Those who worship a higher power often do so in different ways. Whether they are active in their religious community, or prefer to simply pray or meditate, new research out of Temple University suggests that a person's religiousness – also called religiosity – can offer insight into their risk for depression.
Lead researcher Joanna Maselko, Sc.D., characterized the religiosity of 918 study participants in terms of three domains of religiosity: religious service attendance, which refers to being involved with a church; religious well-being, which refers to the quality of a person's relationship with a higher power; and existential well-being, which refers to a person's sense of meaning and their purpose in life.
In a study published on-line this month in Psychological Medicine, Maselko and fellow researchers compared each domain of religiosity to their risk of depression, and were surprised to find that the group with higher levels of religious well-being were 1.5 times more likely to have had depression than those with lower levels of religious well-being.
Maselko theorizes this is because people with depression tend to use religion as a coping mechanism. As a result, they're more closely relating to God and praying more.
Researchers also found that those who attended religious services were 30 percent less likely to have had depression in their lifetime, and those who had high levels of existential well-being were 70 percent less likely to have had depression than those who had low levels of existential well-being.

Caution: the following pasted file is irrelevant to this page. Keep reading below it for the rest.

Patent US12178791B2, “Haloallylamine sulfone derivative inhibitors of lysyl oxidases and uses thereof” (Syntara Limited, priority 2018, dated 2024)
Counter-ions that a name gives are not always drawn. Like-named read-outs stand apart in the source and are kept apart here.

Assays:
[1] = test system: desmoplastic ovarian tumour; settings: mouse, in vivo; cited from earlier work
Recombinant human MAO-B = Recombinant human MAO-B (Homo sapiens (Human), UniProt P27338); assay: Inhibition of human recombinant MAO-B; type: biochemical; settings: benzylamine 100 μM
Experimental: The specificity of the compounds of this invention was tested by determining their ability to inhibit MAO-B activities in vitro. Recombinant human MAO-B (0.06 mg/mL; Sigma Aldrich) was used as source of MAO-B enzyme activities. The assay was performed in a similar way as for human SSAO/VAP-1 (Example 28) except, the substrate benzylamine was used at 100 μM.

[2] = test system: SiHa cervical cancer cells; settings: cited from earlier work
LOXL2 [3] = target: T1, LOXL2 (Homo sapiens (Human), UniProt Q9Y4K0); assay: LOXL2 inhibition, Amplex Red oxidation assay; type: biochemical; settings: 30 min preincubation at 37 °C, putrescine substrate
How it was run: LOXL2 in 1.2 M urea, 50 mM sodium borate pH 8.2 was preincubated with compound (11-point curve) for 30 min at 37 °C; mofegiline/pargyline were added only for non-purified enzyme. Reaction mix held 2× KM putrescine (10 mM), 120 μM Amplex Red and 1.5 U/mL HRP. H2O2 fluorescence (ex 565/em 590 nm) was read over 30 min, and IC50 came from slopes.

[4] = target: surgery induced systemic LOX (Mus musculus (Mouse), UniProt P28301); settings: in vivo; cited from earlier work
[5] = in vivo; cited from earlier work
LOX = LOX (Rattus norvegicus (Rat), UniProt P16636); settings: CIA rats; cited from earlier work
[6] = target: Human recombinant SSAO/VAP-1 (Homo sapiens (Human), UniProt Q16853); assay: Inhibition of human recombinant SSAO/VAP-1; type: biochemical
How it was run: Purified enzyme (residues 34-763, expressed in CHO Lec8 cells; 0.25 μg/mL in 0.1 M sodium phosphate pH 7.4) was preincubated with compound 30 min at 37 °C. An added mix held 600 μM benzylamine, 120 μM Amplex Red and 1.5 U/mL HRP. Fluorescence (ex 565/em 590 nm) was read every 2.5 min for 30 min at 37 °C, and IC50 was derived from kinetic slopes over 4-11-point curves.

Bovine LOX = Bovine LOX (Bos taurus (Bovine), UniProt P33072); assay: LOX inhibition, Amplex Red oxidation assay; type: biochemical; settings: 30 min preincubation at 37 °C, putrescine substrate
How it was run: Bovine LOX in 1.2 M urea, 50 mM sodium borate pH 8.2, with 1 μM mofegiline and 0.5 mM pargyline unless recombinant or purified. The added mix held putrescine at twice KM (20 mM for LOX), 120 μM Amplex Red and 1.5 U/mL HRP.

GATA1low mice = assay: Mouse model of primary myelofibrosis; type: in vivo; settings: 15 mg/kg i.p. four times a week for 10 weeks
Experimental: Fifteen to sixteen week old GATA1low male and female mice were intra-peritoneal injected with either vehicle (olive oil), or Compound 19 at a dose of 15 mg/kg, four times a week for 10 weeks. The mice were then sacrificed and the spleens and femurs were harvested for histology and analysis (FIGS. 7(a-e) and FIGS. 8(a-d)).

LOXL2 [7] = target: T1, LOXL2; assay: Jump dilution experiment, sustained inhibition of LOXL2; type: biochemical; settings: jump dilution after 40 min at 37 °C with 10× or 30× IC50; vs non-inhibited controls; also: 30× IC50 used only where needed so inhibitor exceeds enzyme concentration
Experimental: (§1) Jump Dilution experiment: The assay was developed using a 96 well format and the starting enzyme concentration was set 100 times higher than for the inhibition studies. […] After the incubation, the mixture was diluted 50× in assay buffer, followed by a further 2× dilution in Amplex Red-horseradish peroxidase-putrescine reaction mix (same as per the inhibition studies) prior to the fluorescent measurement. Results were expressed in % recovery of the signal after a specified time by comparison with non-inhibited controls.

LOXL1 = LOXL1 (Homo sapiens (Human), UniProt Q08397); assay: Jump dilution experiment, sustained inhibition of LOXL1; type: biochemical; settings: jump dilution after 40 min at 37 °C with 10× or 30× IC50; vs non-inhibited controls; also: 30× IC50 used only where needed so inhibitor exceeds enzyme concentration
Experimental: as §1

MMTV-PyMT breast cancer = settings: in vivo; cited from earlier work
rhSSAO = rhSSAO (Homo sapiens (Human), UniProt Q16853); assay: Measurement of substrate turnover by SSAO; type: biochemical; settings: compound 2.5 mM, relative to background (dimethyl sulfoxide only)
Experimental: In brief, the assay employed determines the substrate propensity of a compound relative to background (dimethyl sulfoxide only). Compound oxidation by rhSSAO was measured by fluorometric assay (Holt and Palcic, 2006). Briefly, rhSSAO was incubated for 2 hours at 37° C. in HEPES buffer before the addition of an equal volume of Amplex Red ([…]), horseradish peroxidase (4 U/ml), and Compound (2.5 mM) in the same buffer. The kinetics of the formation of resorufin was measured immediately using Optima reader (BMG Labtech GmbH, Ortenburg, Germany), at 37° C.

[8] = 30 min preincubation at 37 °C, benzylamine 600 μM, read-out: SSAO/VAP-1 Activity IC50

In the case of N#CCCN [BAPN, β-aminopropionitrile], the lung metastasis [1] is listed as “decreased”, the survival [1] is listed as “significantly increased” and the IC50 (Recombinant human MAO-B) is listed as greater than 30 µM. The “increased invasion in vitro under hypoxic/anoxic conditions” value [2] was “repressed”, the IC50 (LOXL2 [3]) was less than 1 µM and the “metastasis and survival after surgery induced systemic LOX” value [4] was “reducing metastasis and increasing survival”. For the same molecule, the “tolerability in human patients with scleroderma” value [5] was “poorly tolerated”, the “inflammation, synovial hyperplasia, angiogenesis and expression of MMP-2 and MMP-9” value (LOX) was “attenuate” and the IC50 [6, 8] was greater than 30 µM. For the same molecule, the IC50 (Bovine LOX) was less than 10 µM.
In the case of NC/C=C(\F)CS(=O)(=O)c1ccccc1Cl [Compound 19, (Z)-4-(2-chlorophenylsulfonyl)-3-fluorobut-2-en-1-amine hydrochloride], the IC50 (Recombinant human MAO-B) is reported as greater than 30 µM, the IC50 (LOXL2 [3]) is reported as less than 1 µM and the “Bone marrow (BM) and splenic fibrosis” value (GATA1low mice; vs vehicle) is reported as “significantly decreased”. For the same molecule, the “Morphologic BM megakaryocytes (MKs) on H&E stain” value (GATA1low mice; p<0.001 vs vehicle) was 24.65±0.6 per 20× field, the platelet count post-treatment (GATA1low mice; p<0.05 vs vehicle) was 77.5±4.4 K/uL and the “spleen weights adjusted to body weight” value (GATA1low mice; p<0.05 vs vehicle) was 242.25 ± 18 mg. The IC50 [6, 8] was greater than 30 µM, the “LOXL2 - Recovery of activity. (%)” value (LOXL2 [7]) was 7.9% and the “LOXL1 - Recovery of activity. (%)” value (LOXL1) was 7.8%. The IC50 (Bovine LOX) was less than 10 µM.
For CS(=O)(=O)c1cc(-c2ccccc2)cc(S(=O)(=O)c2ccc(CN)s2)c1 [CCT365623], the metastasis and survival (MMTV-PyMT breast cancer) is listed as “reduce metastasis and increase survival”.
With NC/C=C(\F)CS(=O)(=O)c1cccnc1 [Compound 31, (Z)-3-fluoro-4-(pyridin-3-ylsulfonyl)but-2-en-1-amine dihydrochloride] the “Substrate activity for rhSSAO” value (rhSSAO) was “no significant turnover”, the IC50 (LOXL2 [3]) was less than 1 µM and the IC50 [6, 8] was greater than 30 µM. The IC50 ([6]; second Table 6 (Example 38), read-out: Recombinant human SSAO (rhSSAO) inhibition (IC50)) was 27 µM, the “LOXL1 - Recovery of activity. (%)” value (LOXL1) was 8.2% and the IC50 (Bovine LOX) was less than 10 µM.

Maselko says involvement in the church provides the opportunity for community interaction, which could help forge attachments to others, an important factor in preventing depression. She added that those with higher levels of existential-well being have a strong sense of their place in the world.
"People with high levels of existential well-being tend to have a good base, which makes them very centered emotionally," said Maselko. "People who don't have those things are at greater risk for depression, and those same people might also turn to religion to cope."
Maselko admits that researchers have yet to determine which comes first: depression or being religious, but is currently investigating the time sequence of this over people's lives to figure out the answer.
"For doctors, psychiatrists and counselors, it's hard to disentangle these elements when treating mental illness," she said. "You can't just ask a patient if they go to church to gauge their spirituality or coping behaviors. There are other components to consider when treating patients, and its important information for doctors to have."
Other authors on this study are Stephen Gilman, Sc.D., and Stephen Buka, Sc.D., from the department of Public Health at Harvard University and Brown University Medical School. This research was funded by a grant from the National Institutes of Mental Health and by the Jack Shand Award from the Society for the Scientific Study of Religion.
Materials provided by Temple University. Note: Content may be edited for style and length.
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